A US team has developed a nanolaser that can operate in confined spaces such as quantum circuits, microprocessors or even living tissue.
The glass nanolaser, developed by Northwestern and Columbia University researchers, is between 50 and 150 nanometres thick – about 1/1000th the thickness of a human hair – and able to fit and operate inside of living tissues.
The device, which coverts longer wavelengths to visible light at the nanoscale, has the potential to sense disease biomarkers or treat deep-brain neurological disorders such as epilepsy.
Northwestern University Department of Chemistry Chair Teri Odom said: “Our nanolaser is transparent but can generate visible photons when optically pumped with light our eyes cannot see.
“The continuous wave, low-power characteristics will open numerous new applications, especially in biological imaging.”
Because of the absorption and emission properties of most gain materials used in nanolasers, they typically need to be powered by shorter wavelengths, such as ultraviolet. This is a problem because environments that benefit from nanolasers are susceptible to damage from UV.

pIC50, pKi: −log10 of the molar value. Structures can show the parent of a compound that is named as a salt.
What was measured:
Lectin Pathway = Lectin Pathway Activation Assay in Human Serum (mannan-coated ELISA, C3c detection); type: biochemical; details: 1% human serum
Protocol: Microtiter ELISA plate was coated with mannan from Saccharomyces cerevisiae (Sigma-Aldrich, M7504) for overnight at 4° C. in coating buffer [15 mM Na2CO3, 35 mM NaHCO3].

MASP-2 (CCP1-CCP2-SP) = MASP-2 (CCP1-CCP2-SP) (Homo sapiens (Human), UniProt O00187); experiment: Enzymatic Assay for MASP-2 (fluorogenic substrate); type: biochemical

To solve this, researchers used photon upconversion, where low-energy photons are absorbed and converted into one photon with higher energy.
Their device features a cavity based on a metal nanoparticle array. The upconversion nanoparticles absorb long wavelength light and convert it to visible wavelengths.
“The cavity provides the amplification to make that emitted light into coherent, stimulated emission light, or laser light,” Odom told Laboratory News.
The system – which is described in Nature Materials – can effectively deliver visible laser light at penetration depths accessible to longer wavelengths.